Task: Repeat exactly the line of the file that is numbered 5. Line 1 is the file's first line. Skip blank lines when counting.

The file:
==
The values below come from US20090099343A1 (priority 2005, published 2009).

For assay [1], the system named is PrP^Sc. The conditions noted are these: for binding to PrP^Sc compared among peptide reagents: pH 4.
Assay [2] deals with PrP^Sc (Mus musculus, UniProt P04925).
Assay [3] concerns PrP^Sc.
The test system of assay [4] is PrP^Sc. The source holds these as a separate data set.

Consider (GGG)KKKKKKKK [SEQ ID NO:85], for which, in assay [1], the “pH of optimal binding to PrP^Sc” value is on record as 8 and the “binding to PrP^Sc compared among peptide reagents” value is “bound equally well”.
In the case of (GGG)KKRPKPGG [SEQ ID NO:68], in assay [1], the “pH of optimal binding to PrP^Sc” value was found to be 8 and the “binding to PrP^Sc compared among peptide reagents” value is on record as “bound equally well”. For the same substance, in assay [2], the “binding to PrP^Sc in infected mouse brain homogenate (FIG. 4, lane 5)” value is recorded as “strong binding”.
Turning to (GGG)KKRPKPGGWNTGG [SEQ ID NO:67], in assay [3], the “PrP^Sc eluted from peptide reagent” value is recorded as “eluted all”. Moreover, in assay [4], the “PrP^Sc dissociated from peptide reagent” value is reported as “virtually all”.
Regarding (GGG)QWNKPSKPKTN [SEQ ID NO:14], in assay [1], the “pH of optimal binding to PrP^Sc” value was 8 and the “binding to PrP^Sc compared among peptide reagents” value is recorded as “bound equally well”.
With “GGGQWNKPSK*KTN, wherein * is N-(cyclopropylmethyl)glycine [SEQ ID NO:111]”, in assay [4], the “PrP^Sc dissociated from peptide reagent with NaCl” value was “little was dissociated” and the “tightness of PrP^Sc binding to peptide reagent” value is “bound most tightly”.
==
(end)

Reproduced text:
The test system of assay [4] is PrP^Sc. The source holds these as a separate data set.